Andy Grammer, 37, and his wife, Aijia, are parents to two daughters, Louisiana K, 3, and Israel "Izzy" Blue, 1. The singer and songwriter ("Honey, I'm Good," "Keep Your Head Up") teamed up this summer with Quaker Chewy and raised $200,000 for the American Camp Association to send children to summer camp by writing a new song, "C.A.M.P.," with the help of daughter Louie and social media followers.
Grammer, known for his upbeat tracks and his inspirational social media presence, told TODAY Parents how having his daughters has changed him, his life, and his work.
On being a girl dad:
"Being a girl dad is really sweet, because you get to be a representative to, like, half the world through your little girl. You get to be the benchmark of how she will see men, and I take that very seriously. I think that's a really great responsibility to be able to have.
"The word 'responsibility' just wasn't that cool before I became a dad — it didn't have enough depth to it, or enough surrounding it; it just felt like work. In this context, the work of representing all men feels like, 'Oh, that's a really powerful, cool responsibility that I like.' I'm excited to try and do well.
"Growing up a boy, there are certain things that just don't hit you. We were watching the NBA finals the other day, and I was like, 'Do you want basketball?' and [Louie] goes, 'Well, no. No girls play basketball. I've never seen girls play basketball on the TV.' We are watching it now! Let's go!
"We've got to switch the way that culture still leans towards boys. You start to really see it when you have these little girls. There's a lot of work to be done in this area."
On parenting after losing his own mother:
"I do think she's around and watching over us a lot. We play music that she loved, and we tell our daughters about things that were her favorite. She loved jasmine, and jasmine just kind of pops up everywhere we are, so she's around in a really sweet way.
"I do think that people who have passed have some effect here, and I love that. I love it, and we talk about that a lot. She was just always concerned with soul, and I think I passed that down to my little girl. I ask her on a daily basis, 'How is this affecting your heart? Are you affecting someone else's heart in that way?'"
On how being a dad affects his creative process:
"It comes back to responsibility because, obviously, the creative process changes in that you just can't stay up until 4 a.m. to chase an idea, so you have to be a little bit more controlled about it. There's not a lot of waiting for the thing to, like, spark — you gotta, like, make that happen."
On the silver linings of having Izzy's birth at home and parenting during the pandemic:
"There was something so sweet about having such a spiritual experience occur in your home as opposed to the hospital. It felt a little more profound, because it was like the lighting was the way you wanted it, there's music, there's your close family members there. Very interesting and beautiful.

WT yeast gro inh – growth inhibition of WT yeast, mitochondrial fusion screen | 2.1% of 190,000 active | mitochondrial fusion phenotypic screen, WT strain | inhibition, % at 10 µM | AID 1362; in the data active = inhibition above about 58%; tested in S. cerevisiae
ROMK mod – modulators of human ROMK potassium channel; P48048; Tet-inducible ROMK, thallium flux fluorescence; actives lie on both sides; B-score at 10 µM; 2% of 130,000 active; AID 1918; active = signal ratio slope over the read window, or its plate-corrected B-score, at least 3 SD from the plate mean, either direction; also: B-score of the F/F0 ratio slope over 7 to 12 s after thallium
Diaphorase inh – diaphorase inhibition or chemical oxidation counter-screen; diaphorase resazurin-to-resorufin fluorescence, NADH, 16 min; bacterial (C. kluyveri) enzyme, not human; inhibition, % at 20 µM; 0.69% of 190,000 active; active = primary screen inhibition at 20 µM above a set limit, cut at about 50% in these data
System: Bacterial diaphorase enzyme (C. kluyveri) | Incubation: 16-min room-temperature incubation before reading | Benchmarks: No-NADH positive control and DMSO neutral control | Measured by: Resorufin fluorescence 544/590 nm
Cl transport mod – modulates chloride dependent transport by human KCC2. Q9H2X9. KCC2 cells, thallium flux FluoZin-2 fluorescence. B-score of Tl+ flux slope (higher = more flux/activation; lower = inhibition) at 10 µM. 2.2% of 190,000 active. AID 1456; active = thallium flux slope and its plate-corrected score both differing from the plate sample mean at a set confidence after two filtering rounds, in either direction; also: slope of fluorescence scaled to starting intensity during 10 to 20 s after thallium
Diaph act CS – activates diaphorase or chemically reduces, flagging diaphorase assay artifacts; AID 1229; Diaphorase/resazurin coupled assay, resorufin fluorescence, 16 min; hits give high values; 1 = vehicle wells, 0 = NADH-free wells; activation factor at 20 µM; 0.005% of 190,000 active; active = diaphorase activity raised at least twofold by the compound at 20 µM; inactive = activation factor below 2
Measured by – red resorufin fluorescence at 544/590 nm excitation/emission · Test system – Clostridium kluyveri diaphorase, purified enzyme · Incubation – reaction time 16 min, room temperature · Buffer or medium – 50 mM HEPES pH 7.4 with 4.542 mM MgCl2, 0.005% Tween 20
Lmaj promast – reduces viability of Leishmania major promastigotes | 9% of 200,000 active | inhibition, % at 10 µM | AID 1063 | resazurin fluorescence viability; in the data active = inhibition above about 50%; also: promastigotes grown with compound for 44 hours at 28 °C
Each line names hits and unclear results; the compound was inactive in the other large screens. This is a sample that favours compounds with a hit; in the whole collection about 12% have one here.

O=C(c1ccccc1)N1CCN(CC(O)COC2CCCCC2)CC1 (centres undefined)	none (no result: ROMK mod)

"The pandemic changed the experience of parenting for me, especially, because I normally travel a lot. I don't usually leave for three months at a time, but it's hard to know exactly where everything is and be the super reliable one when you're coming in and out, in and out, in and out.
"Now, I know where all the dishes go. I know what it means to be super present in a way that it's been hard for me to do before."
On how his daughters feel about his music:
"They both really like my new song, 'Lease on Life,' and I'm not just saying that. They call it 'Got a Brand New' — that's their favorite part. They both really sing it pretty loud. They like that one a lot. They like my dad's music a lot, to be honest. His name is Red Grammer, and he's fantastic. They ask for him a lot, and they used to only want to listen to him, but right now it's a tie. They're starting to get into some of my music, and it's so sweet.
"You know, it sounds like a cliché, but I'm someone who can be a little bit achievement oriented — I like goal setting and then crushing the goal — that can be a little bit too much of my tunnel vision, and the girls, they will not allow me to do that. If I have something difficult going on, or if I'm pushing through something creatively or business-wise, when I come home, they just don't care. It forces me to be in the moment, to be in the exact present moment, in a way that is really special. Sometimes it's difficult, but overall, it's really great."
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On being positive on social media and modeling service for his girls:
"I have a theory that what makes you happy is being of service to other people, and then, the more that others need your service, that actually gives you more happiness, so it's a little bit of a selfish pursuit. When you're genuinely of service to someone, it always gives you more than you were thinking it is going to give you. And to me it's been a muscle that I have learned to work.
"Especially when it comes to random acts of service to people, there's always a worry you'll feel stupid or that it won't be needed or wanted. But more times than not, really, really beautiful sweet things come from it, so I've kind of trained myself to push through those feelings.
"This morning, I paid for somebody's coffee behind me in the drive-through line. It was kind of a big, burly man. I asked Louie what she wanted the server to tell him from us because she was in the car with me, and she said, 'Tell him that we'd like to play with him.' That's a big compliment coming from her.
"I thought, I hope that guy doesn't think I'm weird, but I'm just gonna do it. If you say, 'I'm just going to do it' enough times, it turns into a little bit of how you live in the world and how you operate. That seems to be one of the main things that brings me, like, tons of joy."
On parenthood, in a nutshell:
"It's the best thing in the world. Everything is the best."